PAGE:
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3 Ways To Build An Epic Vertical Garden Anywhere
Follow these tips to create a Pinterest-worthy living wall of herbs, flowers, succulents, and more.
by Molly Marquand
If you’ve mastered the art of keeping your succulent alive, then you’re ready for the next trendy plant challenge: the vertical garden.
Not only are these mini living walls an awesome space saver, they’re downright gorgeous pieces of décor for your kitchen, living room, or front porch that will have all your friends asking, how the heck did you do that?
Turns out, there are quit a few ways to build a hanging vertical garden. Here, we cover 3 of the easiest, plus tips on selecting the right plants for your particular space and needs.
Hanging pocket garden
Pocket gardens from brands like Woolly Pocket are your easiest option for going vertical. They’re available in a number of sizes and can be used indoors and outdoors. Pocket gardens are also the best for retaining a little extra moisture if you’re working in a hot, sunny space. Plus, the fiber is generally made from recycled material that is simultaneously breathable and leak-proof, ensuring safe walls and furniture. Pockets can accommodate flowers, vegetables, herbs, tropicals, and succulents.
Picture frame garden
Wood frame gardens generally keep the soil together (and not on the floor) better than any other design. This can be good if you’re looking to use larger plants, or ones that don’t have extensive roots, like succulents.
Build it: Nail together a shallow box frame no more than a few inches deep; then nail a piece of plyboard to the back. Fill your frame with soil and moss. Spread a layer of chicken wire over the soil/moss mix, attaching it to the edges of the frame with a staple gun. Place your succulent cuttings into the soil/moss mix (here’s how to propogate succulents in 4 simple steps.) You’ll have to keep the box horizontal for a few days before hanging so the succulents have time to take root.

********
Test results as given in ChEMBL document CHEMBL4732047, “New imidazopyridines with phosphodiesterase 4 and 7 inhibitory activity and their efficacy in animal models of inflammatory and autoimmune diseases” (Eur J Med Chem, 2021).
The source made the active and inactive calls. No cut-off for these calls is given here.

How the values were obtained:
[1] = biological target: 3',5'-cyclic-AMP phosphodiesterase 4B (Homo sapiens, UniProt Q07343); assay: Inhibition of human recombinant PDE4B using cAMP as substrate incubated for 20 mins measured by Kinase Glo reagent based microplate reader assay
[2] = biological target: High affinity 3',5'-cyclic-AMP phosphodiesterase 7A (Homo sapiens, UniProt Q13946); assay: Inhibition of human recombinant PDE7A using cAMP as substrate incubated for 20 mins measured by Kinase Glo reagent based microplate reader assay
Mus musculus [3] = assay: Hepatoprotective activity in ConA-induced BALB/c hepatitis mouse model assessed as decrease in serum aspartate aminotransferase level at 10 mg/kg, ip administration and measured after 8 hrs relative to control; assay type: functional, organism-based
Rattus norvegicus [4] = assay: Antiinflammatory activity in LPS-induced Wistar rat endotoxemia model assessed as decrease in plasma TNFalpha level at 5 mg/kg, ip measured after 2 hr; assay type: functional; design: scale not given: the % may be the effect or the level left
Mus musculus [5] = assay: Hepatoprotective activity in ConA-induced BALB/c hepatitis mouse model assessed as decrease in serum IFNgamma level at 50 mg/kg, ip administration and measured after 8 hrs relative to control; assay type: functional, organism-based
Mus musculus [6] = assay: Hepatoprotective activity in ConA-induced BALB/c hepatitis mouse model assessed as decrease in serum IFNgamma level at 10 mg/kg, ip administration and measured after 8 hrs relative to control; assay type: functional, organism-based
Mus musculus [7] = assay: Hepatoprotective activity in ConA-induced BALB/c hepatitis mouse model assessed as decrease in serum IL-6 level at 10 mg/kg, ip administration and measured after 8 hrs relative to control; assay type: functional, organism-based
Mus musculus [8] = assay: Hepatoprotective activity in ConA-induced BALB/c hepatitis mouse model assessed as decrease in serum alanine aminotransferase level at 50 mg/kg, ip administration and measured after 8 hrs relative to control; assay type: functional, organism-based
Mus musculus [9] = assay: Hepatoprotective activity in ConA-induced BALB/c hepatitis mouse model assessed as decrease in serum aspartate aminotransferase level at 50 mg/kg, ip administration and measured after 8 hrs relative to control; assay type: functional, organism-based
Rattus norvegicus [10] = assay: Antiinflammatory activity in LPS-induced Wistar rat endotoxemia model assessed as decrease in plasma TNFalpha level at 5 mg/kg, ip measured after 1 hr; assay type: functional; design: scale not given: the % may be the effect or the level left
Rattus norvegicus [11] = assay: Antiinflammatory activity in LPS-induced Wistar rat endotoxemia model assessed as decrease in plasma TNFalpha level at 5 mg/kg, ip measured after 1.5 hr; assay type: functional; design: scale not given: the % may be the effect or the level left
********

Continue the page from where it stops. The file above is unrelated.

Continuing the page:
Vertical pallet garden
Pallets can accomodate a number of plants, from flowers to herbs to vegetables, but they’re generally best for outdoor use (think: leaned up against an outdoor wall, or on the front porch), as they have the potential to be messy indoors.
Build it: First, find a pallet that has “HT” stamped on the side of the pallet. HT means the pallet was heat-treated and or kiln-dried as opposed to chemically treated (CT). Next, cover the back of the pallet with landscape fabric, securing it with a staple gun. Lay the pallet flat on the ground, fill it evenly with organic potting soil, then add your plants between the slats. If you can’t be sure that your pallet isn’t chemically treated, stick to decorative plants.
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How to pick the right plants and location
First, consider your environment. To ensure your vertical garden flourishes, choose a site that will match what you want to grow (or vice versa). Unless you are planting in a controlled environment indoors, wall gardens are generally better for super tough, heat loving tropical plants or succulents. And remember, the soil inside your vertical garden will dry out much faster than it would in the ground, so be diligent about watering and use an organic potting soil, which is the best for retaining moisture.
Then, think about what you actually want to plant. Many successful vertical gardens use tried and true tropicals to create that verdant rainforest look. These vines and ferns are tenacious, with lots of sinewy roots and strong tendrils for gripping onto planting surfaces.
Plants like pothos, maiden hair fern, English ivy, and wandering jew are all easy to care for choices that will grow well without a ton of sunshine—in fact, they’re virtually bullet proof.
For the gardener working with plenty of sunshine, there are two popular ways to go: a small herb and veggie garden, or a succulent garden. Believe it or not, tomatoes and cucumbers are a shoo-in for wall gardens. Not only are they excellent danglers (when left to their own devices, tomatoes become long and leggy trailing vines), but they both like warm soil. Add some heat-loving herbs like basil and thyme to the mix and you’ve got a (vertical) gazpacho garden!
For succulents, Echeverias, Crassulas (including jade), Aloes, and Aeoniums all work well. In fact, if you already grow succulents at home, pinch off the pups (the technical word for succulent off-shoots) and stick them in your homemade mesh vertical garden. Within 3 weeks, their roots will be strong enough to literally hang tough.
source: Rodales Organic Life